ST- Segment Elevation Myocardial Infarction


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ST Segment Elevation Myocardial Infarction

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ST- Segment Elevation Myocardial Infarction

  1. 1. <ul><li>ST-Segment Elevation Myocardial Infarction </li></ul>
  2. 2. <ul><li>650,000 - new AMI </li></ul><ul><li>450,000 - recurrent AMI each year </li></ul><ul><li>early (30-day) mortality rate - ~30% </li></ul><ul><li>1 of every 25 patients who survives the initial hospitalization dies in the first year after AMI </li></ul><ul><li>Mortality is approximately fourfold higher in elderly patients (over age 75) </li></ul>
  3. 4. <ul><li>STEMI usually occurs when coronary blood flow decreases abruptly after a thrombotic occlusion of a coronary artery previously affected by atherosclerosis </li></ul><ul><li>Coronary artery thrombus develops rapidly at a site of vascular injury </li></ul><ul><ul><li>cigarette smoking </li></ul></ul><ul><ul><li>Hypertension </li></ul></ul><ul><ul><li>lipid accumulation </li></ul></ul><ul><li>STEMI occurs when the surface of an atherosclerotic plaque becomes disrupted and conditions favor thrombogenesis </li></ul><ul><ul><li>coronary plaques prone to disruption </li></ul></ul><ul><ul><ul><li>rich lipid core and a thin fibrous cap </li></ul></ul></ul>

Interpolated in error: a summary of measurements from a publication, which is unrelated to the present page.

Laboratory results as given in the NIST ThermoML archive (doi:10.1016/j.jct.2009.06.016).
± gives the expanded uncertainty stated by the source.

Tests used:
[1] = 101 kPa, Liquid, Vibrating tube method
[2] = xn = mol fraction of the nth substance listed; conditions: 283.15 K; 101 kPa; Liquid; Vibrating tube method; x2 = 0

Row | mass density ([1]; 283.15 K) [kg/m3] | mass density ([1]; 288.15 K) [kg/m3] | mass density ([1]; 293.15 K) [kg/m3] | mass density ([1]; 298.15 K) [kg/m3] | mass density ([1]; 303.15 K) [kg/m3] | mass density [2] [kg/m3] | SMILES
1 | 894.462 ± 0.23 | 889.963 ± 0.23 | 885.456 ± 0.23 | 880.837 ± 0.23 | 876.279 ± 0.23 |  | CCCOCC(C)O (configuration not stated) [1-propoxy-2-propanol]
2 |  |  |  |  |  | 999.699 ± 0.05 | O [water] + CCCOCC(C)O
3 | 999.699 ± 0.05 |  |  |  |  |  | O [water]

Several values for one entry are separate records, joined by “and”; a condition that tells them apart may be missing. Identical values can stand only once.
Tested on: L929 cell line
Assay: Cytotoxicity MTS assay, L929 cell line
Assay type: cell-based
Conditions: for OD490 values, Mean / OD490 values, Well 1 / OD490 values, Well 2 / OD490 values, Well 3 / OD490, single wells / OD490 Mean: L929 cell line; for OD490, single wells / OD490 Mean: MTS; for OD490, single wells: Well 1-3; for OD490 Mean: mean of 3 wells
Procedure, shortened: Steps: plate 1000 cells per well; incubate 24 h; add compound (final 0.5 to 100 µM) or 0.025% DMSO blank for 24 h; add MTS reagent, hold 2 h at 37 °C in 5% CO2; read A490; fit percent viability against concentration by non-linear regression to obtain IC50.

4. 5. platelet monolayer forms at the site of the disrupted plaque agonists promote platelet activation(collagen, ADP, epinephrine, serotonin) platelet cross-linking and aggregation thromboxane A 2 (a potent local vasoconstrictor) is released Factors VII and X are activated, ultimately leading to the conversion of prothrombin to thrombin, which then converts fibrinogen to fibrin conformational change in the glycoprotein IIb/IIIa receptor further platelet activation and potential resistance to fibrinolysis develops <ul><li>Fluid-phase and clot-bound thrombin participate in an autoamplification reaction leading to further activation of the coagulation cascade. </li></ul><ul><li>Coronary artery eventually becomes occluded by a thrombus containing platelet aggregates and fibrin strands. </li></ul>high affinity for amino acid sequences on soluble adhesive proteins (fibrinogen - can bind to two different platelets simultaneously